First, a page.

Did you/do you think his image was better?

If not, why did he sell more?

If it was better, was that the only reason he sold more?

 

wim

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10 hours ago, wiskerke said:

 

Did you/do you think his image was better?

If not, why did he sell more?

If it was better, was that the only reason he sold more?

 

wim

 

Because the other photographer had a better sales team behind him perhaps?

 

Assuming competent photography it is often more about the business 'nous' than the 'art'.

Edited by Martin P Wilson
typo
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3 hours ago, Martin P Wilson said:

 

Because the other photographer had a better sales team behind him perhaps?

 

Assuming competent photography it is often more about the business 'nous' than the 'art'.

 

So glad you shared this story Simon 

 

I remember looking at that photo when it came up in the images found thread, with the discussion as to why this one had been used rather than yours, which was very very similar.   I also looked at the others that the photographer had uploaded and wondered why that one had been used when the others looked 'technically better'.  I wondered about it at the time because it didn't seem that 'tidy' -  for example there were heads in the foreground that I didn't think added to the image.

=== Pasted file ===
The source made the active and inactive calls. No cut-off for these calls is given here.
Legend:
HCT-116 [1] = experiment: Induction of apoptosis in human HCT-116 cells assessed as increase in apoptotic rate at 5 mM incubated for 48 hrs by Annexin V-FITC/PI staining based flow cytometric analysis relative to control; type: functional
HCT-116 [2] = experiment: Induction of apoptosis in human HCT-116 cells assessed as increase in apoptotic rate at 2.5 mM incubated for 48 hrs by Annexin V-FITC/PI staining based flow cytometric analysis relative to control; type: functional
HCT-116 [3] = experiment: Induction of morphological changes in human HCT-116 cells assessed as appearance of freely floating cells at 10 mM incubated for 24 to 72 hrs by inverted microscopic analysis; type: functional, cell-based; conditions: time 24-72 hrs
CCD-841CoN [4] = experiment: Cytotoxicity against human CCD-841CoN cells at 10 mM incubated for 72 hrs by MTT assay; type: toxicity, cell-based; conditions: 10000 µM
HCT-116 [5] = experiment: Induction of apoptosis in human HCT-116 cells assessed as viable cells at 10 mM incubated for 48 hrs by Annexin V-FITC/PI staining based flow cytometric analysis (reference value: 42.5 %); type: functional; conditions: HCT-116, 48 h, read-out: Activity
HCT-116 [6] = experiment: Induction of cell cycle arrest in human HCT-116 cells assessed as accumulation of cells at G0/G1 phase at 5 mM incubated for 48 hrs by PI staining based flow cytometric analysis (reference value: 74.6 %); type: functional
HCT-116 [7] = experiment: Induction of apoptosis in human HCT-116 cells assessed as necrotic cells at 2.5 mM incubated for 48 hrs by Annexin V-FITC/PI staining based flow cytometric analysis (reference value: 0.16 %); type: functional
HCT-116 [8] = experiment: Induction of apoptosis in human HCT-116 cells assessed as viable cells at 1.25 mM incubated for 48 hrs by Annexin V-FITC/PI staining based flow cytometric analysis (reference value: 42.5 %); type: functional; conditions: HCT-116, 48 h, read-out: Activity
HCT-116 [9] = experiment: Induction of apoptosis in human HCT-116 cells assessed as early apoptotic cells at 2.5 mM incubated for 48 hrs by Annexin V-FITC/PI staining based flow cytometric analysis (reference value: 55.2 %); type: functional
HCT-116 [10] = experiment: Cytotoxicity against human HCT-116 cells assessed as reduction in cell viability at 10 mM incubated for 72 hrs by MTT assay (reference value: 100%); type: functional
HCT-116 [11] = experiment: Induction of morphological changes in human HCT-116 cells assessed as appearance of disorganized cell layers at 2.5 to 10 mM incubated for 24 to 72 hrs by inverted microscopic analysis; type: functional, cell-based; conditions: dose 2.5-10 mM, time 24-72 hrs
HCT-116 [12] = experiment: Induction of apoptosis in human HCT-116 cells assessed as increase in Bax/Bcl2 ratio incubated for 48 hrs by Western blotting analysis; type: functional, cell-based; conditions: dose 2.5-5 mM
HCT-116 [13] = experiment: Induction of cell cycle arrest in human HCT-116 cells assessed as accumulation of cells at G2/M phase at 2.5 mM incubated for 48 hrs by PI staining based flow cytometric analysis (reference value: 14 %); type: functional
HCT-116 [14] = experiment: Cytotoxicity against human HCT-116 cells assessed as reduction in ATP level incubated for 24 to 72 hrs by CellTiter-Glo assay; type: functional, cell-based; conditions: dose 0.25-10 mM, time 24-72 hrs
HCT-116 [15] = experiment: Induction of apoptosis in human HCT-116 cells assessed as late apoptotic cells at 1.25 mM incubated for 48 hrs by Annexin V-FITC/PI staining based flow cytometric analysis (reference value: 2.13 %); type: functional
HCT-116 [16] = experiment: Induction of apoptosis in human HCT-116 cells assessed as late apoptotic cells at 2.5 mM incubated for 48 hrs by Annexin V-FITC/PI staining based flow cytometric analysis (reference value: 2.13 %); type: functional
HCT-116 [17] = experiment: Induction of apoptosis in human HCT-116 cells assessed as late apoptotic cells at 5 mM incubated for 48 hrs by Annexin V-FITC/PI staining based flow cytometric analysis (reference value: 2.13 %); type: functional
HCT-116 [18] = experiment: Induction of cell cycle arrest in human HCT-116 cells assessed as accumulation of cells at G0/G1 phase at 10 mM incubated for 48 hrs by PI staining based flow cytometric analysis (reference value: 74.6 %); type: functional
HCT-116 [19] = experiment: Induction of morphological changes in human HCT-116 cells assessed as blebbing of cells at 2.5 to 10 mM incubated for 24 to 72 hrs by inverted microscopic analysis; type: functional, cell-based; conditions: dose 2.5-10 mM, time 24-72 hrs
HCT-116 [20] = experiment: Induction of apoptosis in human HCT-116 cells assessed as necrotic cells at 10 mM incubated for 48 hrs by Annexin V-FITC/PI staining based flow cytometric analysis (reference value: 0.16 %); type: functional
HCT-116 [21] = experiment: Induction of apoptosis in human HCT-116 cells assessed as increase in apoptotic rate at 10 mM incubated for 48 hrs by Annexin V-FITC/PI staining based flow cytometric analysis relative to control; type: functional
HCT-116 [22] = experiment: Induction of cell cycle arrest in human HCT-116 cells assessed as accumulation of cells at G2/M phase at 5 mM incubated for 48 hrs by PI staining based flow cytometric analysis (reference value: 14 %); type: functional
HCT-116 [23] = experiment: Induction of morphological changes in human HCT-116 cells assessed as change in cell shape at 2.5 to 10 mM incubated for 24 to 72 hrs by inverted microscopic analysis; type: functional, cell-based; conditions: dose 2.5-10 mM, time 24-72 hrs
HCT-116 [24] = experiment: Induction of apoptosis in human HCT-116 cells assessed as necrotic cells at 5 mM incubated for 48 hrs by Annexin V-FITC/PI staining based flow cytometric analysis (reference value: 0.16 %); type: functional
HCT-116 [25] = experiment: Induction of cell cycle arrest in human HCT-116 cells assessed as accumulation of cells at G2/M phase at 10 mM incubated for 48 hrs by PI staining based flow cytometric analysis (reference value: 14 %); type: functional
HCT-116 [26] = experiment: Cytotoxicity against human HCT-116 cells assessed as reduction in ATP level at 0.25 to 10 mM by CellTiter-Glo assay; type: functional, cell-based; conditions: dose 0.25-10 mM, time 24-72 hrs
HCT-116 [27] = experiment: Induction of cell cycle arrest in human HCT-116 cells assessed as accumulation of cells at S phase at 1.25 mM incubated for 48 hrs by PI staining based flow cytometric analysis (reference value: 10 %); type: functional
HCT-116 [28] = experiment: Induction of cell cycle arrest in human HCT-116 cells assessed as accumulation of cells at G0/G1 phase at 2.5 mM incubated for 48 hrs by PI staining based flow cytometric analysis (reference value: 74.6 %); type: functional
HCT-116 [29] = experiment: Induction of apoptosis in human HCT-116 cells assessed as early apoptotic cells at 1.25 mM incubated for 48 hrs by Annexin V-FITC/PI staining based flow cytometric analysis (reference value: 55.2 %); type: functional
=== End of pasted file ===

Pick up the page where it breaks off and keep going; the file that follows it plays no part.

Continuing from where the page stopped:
IMO, however, the reason that photo sold, above all the others was because of the light.  It appears to have been taken after (or maybe before as a test shot?) all the others, and had rays of sun streaming down.

 

The quality isn't as good, but it was a more interesting attractive photo, just because of the light.

 

I'm often guilty of getting caught up in focussing too much on 'what I'm photographing' and the technical part of it and forgetting the importance of light - a good reminder!! :)

 

 

 

 

 

 

Edited by kay
clarity

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The best camera is the one you have with you, so true. Getty do have some very talented photographers, but they seem to have a very aggressive sales team,  and like to push their weight around almost to the point of bullying.

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16 hours ago, phomme said:

The best camera is the one you have with you, so true. Getty do have some very talented photographers, but they seem to have a very aggressive sales team,  and like to push their weight around almost to the point of bullying.

One or two of their London togs sadly also display the same characteristics nowadays. 

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Hi All,

 

In terms of why his picture sold rather than mine ( I actually did get one online use in the Telegraph ), then I would agree that his photograph had better light, he'd caught the sun better than me.  Also Matt is a very experienced photographer, and from my brief conversations with him a very nice and friendly guy - he's been doing this a lot longer than me, so I can only learn from his work.